Friday, 28 September 2012
Opposites attract Muslims
With two major Arab leaders addressing the United Nations General Assembly this week in New York, an Egyptian-born former Muslim claims Americans now more than ever need to understand the true agenda of Islam.
Iran's President Mahmoud Ahmadinejad called for a "new world order," and Egypt's President Mohammed Morsi rejected free speech rights this week at the U.N. General Assembly.
Nonie Darwish, founder of Arabs for Israel and author of The Devil We Don't Know: The Dark Side of Revolutions in the Middle East, says anti-American comments at the U.N. give rise for further concern of the growing Islamic influence around the world.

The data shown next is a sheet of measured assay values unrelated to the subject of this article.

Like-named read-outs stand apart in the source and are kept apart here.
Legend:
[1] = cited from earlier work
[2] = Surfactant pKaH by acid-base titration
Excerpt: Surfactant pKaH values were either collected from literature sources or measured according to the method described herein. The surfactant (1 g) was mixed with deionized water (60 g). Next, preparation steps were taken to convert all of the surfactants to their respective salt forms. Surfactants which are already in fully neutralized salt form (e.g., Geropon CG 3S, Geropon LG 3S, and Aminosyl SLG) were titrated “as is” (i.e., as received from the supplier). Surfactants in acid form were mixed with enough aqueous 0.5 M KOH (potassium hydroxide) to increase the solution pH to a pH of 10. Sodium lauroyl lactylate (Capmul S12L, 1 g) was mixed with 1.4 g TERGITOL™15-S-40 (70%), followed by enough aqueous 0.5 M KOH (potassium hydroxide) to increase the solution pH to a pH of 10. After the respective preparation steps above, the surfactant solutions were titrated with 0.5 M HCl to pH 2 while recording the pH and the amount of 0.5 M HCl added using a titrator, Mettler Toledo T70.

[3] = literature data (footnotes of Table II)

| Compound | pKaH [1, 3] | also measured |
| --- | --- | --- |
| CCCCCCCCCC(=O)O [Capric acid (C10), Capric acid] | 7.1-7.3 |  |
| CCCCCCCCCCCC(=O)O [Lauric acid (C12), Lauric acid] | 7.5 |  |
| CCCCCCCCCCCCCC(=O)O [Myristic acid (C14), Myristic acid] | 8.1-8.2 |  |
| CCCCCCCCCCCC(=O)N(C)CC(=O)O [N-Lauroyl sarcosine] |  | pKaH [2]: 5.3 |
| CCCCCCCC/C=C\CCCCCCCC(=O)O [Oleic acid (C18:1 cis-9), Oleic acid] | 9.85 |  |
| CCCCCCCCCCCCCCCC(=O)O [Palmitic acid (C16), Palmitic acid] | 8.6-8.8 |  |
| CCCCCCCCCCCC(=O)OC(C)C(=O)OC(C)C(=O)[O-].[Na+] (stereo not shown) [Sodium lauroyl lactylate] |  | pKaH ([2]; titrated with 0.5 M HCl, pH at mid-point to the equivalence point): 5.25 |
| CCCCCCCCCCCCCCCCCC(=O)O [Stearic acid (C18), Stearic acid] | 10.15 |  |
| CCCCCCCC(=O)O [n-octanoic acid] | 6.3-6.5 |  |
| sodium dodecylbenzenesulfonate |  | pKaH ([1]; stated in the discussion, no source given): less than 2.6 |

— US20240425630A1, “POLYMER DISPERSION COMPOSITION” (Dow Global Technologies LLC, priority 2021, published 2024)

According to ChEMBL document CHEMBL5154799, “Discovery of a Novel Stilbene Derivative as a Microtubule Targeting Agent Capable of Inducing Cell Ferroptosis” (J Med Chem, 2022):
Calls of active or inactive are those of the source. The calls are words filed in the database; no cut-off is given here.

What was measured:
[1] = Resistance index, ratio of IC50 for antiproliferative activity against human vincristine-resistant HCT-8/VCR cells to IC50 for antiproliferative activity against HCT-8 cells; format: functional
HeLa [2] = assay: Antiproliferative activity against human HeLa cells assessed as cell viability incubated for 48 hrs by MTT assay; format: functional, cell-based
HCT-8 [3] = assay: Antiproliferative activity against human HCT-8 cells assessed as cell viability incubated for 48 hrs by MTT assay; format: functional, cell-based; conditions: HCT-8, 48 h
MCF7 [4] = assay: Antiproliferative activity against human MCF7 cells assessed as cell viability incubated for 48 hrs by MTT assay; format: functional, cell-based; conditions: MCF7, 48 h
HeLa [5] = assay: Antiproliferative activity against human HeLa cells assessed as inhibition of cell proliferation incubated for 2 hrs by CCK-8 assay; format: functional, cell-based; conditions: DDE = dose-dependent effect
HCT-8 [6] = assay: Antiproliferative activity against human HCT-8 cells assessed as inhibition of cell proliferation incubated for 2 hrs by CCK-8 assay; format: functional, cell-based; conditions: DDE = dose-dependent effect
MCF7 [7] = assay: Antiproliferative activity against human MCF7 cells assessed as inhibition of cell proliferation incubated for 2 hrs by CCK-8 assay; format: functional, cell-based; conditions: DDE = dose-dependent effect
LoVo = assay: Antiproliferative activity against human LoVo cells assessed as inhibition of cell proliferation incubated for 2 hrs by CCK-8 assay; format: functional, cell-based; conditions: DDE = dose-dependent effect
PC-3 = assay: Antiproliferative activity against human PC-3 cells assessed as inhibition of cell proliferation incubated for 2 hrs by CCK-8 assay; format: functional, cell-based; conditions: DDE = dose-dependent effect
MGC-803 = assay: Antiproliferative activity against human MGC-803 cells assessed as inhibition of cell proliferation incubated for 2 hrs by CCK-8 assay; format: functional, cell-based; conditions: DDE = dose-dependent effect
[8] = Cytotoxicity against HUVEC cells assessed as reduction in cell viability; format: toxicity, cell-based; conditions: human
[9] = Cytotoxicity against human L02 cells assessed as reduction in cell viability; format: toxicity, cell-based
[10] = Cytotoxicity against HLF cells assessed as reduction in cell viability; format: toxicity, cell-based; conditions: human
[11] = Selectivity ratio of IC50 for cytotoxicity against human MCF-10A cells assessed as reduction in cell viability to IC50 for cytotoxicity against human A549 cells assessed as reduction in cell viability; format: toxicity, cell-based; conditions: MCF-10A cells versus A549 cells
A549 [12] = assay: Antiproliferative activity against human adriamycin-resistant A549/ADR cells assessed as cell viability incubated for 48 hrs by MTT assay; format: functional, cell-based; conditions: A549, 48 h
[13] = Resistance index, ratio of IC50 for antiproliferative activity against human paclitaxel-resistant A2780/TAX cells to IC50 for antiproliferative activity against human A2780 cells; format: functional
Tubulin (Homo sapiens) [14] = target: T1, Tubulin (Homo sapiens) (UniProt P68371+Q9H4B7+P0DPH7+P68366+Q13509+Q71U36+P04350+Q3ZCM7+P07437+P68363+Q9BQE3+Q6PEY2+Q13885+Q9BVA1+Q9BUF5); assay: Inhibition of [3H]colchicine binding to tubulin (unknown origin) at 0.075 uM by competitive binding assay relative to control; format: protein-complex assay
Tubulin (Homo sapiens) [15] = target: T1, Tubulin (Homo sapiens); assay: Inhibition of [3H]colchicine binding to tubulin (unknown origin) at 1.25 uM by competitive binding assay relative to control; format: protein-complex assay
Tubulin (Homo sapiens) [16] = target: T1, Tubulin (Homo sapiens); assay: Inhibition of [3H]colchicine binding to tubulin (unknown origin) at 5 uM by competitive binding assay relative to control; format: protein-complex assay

"Wherever Islam goes and … becomes a strong minority, there's going to be a demand for sharia law," she asserts. "If they don't get it, they're going to have a separatist movement, and I'm predicting England will have a Chechnya maybe in 10, 20 years. France will have a Chechnya. I hope this will never happen to America."
Darwish, who is the daughter of an Egyptian Army lieutenant general, explains that Muslims are trained to believe two opposite ideas at the same time.
"For instance, Islam is a religion of peace. At the same time, [they] will say go kill the Jews and the Christians because we have to go conquer them, and it's ok to do terrorism for that purpose, for that cause -- for the cause of Jihad," the Arabs for Israel founder poses.
She submits there is no such thing as moderate Islam in the Middle East, but the so-called moderates who may exist elsewhere enable radical Islamists.